• Generally, healthcare workers who have been exposed to COVID-19 and are asymptomatic do not need to quarantine as long as they are fully vaccinated and have received all CDC-recommended boosters. Check with you employer to understand their requirements.
  • If you have to quarantine, you should:
    • Stay home. You cannot go out in public (for example to work, the grocery store, banks, gas stations, beaches, or parks).
      • You can leave quarantine for emergency or necessary medical care.  If you are symptomatic, please call ahead.
      • You may leave your house for outdoor exercise activities, such as swimming or hiking, provided that you abide by physical distancing guidelines and avoid contact with other people.
    • Avoid contact with people in your household as much as possible.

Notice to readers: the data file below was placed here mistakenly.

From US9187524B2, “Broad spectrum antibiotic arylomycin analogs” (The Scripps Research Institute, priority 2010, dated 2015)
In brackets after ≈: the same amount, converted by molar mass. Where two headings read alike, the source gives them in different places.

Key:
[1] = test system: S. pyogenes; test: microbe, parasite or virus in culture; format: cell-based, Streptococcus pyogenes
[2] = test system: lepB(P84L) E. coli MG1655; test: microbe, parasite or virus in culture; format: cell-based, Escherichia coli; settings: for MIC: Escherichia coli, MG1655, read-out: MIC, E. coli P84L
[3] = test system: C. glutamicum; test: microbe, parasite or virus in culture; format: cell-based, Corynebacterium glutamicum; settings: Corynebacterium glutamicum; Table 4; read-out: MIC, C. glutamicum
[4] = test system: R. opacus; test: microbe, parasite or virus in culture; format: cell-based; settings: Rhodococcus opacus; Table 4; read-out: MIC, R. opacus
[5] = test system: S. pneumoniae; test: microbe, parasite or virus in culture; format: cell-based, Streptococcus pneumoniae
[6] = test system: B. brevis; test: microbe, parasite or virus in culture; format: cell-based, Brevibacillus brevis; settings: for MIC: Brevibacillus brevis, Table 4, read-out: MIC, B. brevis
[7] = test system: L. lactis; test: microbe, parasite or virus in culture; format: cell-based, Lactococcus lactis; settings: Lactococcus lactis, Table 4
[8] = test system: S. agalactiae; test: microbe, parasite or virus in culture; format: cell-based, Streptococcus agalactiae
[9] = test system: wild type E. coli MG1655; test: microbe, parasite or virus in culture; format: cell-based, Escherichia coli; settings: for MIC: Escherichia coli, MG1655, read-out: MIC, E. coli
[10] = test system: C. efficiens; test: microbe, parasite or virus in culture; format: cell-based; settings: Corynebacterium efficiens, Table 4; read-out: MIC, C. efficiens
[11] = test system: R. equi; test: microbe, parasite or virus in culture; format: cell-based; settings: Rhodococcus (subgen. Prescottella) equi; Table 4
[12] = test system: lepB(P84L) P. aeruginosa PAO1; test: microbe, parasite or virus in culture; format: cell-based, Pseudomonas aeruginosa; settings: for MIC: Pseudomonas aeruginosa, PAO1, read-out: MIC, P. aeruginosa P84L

• Your household members can continue to leave the house if they are not also in quarantine.
    • Wear a well-fitting face covering when around other people at home as much as possible. 
  • Work with your employer or workplace contact (occupational health, etc.) to determine when and how frequently you should get tested, based on this guidance.
  • If the employee develops symptoms of COVID-19, they should contact their employer immediately. 

Do I need to quarantine if I live with a COVID-positive person? (Not a healthcare worker) (Updated 8/12/2022)